Selling from the Inside Out

When it comes to revenue growth and profit, most often the spotlight of attention is focused on internal sales processes as well as the actions of individual salespeople. In many respects, this seems perfectly logical. After all, it is the responsibility of Sales to seek out new customers and drive revenue, right?

When you fuse this thinking along with the enormous pressure exuded by senior management for the organization to be financially sound, the aftereffect when things go wrong can produce feelings of resentment between Sales and the operational parts of the business. When revenue targets are missed, salespeople are thought to be lazy, unaccountable or undisciplined in their approach. On the other hand, when salespeople actually DO make a sale, they may be branded as being rogue. Management often rewards the attitudes of what they perceive as high achieving salespeople in that they encourage risk taking and pushing the envelope. Winning new business is a badge of honor for Sales. Unfortunately, salespeople are sometimes accused of overpromising for the sake of getting the sale – not adhering to capacity constraints and the physical realities of the rest of the organization. For their part, Operations is accused by Sales as being inflexible, inefficient and not customer centric. This tension may be exacerbated by downward price pressure demanded by savvy buyers in a competitive landscape.

Another troubling aspect is the difficulty of producing predictable results within an inherently unpredictable system. Business processes, especially Sales, are inherently unpredictable and rife with variability for a number of reasons. The business climate in which we operate is prone to unprecedented change. Markets are fleeting. Our political and global platforms are becoming less stable and less predictable. In short, unpredictable change is becoming the new normal.

Because of uncertainty, organizations need to be more interconnected, more collaborative and more synchronized than any time in the past. Fundamentally, the effort put forth by the sales organization is often insufficient because their strategies are executed too independent of other critical business processes. They do not generate the desired success because their efforts are not properly aligned with the organization’s operational strategies and strengths. The sales organization will often put pressure on operations to deliver faster, better and cheaper; but will seldom foster a climate of co-developing new, different and valuable. The later will lead to greater customer value and potentially higher profitability, but requires a sustained intentional effort that will in the short term consume many resources and induce many sleepless nights.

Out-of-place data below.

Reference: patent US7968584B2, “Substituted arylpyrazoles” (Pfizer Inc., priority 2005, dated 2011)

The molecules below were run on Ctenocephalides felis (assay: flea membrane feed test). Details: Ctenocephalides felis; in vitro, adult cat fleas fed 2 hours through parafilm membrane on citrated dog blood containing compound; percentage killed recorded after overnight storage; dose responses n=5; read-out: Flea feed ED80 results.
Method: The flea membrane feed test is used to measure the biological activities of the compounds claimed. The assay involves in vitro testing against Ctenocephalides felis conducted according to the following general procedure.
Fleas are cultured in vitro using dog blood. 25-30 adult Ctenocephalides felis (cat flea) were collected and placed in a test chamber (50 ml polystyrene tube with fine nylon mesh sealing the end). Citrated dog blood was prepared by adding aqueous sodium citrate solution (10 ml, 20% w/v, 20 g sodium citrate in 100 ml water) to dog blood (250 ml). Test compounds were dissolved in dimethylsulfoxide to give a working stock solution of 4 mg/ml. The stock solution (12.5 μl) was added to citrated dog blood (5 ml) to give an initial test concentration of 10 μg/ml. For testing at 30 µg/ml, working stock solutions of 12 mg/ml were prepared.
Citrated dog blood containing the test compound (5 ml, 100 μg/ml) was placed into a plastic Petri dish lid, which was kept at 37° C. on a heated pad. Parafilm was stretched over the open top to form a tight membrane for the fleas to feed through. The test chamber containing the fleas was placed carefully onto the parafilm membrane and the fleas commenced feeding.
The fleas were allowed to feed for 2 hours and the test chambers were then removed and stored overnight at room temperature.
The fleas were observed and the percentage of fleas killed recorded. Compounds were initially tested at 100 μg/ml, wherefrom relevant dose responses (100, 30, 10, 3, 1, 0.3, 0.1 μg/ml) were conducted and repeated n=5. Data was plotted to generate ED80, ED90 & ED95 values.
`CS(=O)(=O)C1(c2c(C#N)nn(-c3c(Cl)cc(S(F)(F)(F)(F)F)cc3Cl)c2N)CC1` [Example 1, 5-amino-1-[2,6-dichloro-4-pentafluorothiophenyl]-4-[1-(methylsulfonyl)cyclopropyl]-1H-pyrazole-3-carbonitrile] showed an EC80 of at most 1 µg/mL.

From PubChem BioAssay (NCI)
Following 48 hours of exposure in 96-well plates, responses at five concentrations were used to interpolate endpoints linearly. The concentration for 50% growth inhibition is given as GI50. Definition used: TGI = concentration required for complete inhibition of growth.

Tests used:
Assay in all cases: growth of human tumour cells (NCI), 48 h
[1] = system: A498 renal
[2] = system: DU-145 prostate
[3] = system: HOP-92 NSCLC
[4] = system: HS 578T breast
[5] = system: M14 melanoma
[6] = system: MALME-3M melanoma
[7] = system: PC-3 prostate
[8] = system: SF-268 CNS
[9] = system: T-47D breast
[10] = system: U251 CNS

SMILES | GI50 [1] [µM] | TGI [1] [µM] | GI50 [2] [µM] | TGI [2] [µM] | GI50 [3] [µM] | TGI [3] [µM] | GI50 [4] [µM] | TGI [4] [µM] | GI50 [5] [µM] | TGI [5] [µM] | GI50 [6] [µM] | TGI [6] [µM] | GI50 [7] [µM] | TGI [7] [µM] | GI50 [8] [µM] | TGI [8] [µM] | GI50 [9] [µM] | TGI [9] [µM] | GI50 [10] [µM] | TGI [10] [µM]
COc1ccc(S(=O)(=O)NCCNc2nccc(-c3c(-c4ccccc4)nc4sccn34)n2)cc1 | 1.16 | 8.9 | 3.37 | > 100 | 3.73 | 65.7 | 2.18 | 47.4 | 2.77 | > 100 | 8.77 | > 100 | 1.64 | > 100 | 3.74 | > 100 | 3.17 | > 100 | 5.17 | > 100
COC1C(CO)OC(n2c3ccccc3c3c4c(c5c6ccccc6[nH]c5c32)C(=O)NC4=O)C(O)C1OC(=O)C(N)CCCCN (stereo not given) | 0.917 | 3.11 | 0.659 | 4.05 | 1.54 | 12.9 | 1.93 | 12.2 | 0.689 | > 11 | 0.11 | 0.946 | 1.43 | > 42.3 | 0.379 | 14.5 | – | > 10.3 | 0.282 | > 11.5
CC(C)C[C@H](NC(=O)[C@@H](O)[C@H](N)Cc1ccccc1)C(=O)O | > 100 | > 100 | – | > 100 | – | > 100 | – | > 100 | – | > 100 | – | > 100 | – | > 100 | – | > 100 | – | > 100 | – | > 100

Understanding Operations
When it comes to operational excellence, historically we reward managers for driving down costs, delivering on time, and creating standard operating procedures that ensure high quality and repeatable results. This is done in the spirit of satisfying our customers. Creative thinking in this arena is allowed, as long as it results in cost reductions, reduced headcount, less variability, and so on. However, there are greater rewards to be had. Putting Operations at the center of value creation is paramount to Sales being successful in generating revenue and winning new business.

Unfortunately, value creation within Operations invokes a dilemma. How does the organization drive down costs and variability while at the same time create new opportunities for growth? Historically, the main responsibility of Operations is to deliver quality work within prescribed cost considerations. One aspect of cost containment is repeatability and standardization. Paradoxically, if we are successful in standardization, nothing new will be created; by definition. Moreover, as any process or product becomes increasingly standardized, there is a tendency for the competition to replicate and exploit the same learnings and gains. Rapid commoditization takes place as best practices move from one organization to another as quickly as employees and information move from one to another. Notwithstanding patents and other legally protected intellectual property, our competitive advantages and company secrets essentially travel at the speed of the internet. Even so, our intellectual property is also prone to corruption especially by businesses operating on foreign soil.

Rethinking Operations for the Sake of Sales